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Appetitive drives for ultra-processed food products and the ability of text warnings to counteract consumption predispositions

  • Isabel A David (a1), Laura Krutman (a1) (a2), María Carmen Fernández-Santaella (a2), Jéssica R Andrade (a3), Eduardo B Andrade (a4), Leticia Oliveira (a1), Mirtes G Pereira (a1), Fabio S Gomes (a5), Sonia Gleiser (a3), José M Oliveira (a6), Renata L Araújo (a6), Eliane Volchan (a6) and Filipe Braga (a3) (a7)...
Abstract
Objective

The present study aimed to (i) assess the appetitive drives evoked by the visual cues of ultra-processed food and drink products and (ii) investigate whether text warnings reduce appetitive drives and consumers’ reported intentions to eat or drink ultra-processed products.

Design

In Study I, a well-established psychometric tool was applied to estimate the appetitive drives associated with ultra-processed products using sixty-four image representations. Sixteen product types with four exemplars of a given product were included. Pictures from the International Affective Picture System (IAPS) served as controls. The two exemplars of each product type rated as more appetitive were selected for investigation in the second study. Study II assessed the impact of textual warnings on the appetitive drive towards these thirty-two exemplars. Each participant was exposed to two picture exemplars of the same product type preceded by a text warning or a control text. After viewing each displayed picture, the participants reported their emotional reactions and their intention to consume the product.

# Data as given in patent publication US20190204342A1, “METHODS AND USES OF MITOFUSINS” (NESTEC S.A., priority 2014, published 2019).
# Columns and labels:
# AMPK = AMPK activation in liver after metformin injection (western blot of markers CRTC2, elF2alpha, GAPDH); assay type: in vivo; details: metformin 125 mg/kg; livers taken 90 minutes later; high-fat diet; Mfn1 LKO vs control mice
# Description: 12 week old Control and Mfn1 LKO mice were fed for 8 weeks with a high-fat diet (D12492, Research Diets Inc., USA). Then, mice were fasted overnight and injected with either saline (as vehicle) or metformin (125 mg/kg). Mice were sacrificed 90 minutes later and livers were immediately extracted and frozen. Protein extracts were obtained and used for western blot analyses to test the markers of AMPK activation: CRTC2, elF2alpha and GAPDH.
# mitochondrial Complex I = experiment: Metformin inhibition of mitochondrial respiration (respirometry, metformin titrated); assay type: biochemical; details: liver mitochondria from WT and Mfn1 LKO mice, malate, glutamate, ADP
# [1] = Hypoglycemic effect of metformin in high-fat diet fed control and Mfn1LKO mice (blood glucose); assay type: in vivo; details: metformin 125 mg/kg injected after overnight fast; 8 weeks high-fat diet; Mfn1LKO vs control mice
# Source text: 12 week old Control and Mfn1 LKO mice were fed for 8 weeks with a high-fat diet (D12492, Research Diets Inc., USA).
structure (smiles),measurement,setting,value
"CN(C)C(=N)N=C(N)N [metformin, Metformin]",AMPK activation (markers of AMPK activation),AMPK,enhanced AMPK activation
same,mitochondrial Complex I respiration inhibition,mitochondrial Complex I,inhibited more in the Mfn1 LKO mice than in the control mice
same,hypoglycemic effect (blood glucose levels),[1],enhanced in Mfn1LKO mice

Setting

Controlled classroom experiments

Subjects

Undergraduate students (Study I: n 215, 135 women; Study II: n 98, 52 women).

Results

In Study I, the pictures of ultra-processed products prompted an appetitive motivation associated with the products’ nutritional content. In Study II, text warnings were effective in reducing the intention to consume and the appetitive drive evoked by ultra-processed products.

Conclusions

This research provides initial evidence favouring the use of text warnings as a public policy tool to curb the powerful influence of highly appetitive ultra-processed food cues.

Copyright
Corresponding author
* Corresponding author: Email isabeldavid@id.uff.br
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